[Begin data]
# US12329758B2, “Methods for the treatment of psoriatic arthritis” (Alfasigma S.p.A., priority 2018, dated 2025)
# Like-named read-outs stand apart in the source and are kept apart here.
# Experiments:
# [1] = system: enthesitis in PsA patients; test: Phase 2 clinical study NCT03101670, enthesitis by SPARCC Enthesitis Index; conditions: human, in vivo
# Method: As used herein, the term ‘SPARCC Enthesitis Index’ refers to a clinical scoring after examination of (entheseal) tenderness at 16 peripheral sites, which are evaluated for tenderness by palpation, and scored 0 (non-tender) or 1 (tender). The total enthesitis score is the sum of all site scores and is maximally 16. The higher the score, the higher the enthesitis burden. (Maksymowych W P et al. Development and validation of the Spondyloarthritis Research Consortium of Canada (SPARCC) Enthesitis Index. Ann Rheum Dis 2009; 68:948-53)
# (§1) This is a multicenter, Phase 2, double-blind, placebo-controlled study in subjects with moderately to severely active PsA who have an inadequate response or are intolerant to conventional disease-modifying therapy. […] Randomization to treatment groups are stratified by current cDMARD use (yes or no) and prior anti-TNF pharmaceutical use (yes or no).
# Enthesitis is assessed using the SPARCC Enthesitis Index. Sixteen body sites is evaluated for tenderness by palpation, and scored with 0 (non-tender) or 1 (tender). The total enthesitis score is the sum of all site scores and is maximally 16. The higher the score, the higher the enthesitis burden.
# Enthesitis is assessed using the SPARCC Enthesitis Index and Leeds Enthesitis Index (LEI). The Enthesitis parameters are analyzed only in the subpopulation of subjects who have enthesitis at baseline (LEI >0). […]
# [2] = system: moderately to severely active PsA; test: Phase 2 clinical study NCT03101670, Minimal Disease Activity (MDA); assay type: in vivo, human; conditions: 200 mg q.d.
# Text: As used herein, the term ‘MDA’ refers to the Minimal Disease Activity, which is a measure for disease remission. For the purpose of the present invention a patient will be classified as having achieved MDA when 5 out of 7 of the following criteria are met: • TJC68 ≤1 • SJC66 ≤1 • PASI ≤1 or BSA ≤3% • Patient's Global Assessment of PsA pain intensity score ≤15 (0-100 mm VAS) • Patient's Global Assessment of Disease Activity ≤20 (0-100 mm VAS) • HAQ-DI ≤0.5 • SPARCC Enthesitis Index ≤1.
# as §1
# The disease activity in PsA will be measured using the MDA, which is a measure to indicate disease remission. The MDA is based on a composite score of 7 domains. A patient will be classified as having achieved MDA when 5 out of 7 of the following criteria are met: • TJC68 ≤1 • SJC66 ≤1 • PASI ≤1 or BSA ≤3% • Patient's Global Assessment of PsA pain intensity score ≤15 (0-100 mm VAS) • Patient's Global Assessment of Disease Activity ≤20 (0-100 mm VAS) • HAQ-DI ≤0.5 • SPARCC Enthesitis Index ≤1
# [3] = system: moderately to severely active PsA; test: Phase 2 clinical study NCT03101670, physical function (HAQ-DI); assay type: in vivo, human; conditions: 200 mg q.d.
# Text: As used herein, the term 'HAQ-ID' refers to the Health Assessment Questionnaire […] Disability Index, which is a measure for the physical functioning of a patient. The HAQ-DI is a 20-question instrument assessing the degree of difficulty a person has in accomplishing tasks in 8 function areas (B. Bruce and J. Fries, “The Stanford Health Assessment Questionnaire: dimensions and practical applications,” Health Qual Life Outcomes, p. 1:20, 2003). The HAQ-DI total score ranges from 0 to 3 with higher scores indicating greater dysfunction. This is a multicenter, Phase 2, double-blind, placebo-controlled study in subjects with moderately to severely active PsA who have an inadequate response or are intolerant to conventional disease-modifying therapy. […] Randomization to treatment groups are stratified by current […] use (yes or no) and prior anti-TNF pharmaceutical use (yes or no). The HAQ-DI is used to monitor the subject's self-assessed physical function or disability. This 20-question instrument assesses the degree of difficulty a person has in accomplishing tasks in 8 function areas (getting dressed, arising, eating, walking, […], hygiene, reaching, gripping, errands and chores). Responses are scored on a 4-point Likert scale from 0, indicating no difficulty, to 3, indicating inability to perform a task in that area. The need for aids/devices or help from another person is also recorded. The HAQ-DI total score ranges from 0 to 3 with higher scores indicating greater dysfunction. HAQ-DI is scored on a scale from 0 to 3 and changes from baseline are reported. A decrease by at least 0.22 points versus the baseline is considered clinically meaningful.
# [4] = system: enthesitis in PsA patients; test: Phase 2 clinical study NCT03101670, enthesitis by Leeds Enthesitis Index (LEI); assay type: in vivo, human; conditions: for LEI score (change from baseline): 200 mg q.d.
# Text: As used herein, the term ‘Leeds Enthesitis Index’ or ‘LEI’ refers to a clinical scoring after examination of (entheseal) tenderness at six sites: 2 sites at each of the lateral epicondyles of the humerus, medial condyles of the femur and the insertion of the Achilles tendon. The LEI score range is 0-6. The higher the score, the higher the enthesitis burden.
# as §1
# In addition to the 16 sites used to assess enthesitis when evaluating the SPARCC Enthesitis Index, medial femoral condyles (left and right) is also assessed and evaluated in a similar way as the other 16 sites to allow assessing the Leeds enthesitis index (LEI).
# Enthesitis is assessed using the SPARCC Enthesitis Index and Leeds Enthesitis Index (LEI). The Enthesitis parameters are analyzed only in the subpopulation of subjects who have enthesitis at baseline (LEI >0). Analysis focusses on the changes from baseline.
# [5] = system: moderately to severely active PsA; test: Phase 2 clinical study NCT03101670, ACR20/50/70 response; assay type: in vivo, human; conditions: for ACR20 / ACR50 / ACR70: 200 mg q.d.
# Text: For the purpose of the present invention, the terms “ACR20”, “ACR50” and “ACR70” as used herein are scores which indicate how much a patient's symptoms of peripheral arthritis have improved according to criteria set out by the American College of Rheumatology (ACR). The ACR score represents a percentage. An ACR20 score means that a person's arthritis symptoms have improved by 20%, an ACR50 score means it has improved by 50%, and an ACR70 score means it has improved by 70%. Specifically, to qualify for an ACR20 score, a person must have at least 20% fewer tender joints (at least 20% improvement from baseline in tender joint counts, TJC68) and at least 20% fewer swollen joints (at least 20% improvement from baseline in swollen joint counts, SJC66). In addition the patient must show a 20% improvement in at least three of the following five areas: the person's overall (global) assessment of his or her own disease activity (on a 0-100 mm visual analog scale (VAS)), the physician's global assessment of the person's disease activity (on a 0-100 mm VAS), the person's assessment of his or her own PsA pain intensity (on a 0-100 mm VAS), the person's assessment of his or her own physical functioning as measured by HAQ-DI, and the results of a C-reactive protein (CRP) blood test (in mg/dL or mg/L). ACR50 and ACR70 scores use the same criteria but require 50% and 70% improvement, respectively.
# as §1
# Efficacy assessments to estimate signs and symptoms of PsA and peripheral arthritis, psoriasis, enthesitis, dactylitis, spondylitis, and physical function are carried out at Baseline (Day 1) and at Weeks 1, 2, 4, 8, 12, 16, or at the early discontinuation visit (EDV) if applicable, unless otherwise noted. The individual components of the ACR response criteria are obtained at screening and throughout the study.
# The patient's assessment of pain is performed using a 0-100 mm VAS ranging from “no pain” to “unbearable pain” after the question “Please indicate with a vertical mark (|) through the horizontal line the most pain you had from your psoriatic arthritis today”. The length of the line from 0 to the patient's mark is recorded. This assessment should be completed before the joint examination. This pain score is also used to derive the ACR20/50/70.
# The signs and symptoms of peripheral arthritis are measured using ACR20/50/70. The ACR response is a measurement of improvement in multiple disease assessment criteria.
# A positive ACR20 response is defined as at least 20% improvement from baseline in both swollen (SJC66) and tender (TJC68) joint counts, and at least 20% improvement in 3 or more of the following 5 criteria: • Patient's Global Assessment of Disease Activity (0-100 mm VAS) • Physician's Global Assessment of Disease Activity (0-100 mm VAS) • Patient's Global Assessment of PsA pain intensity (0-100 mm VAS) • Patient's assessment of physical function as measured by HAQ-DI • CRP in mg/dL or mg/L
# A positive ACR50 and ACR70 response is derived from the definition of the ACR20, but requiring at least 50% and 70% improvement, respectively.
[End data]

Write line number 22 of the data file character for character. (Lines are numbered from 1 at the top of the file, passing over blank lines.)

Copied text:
# as §1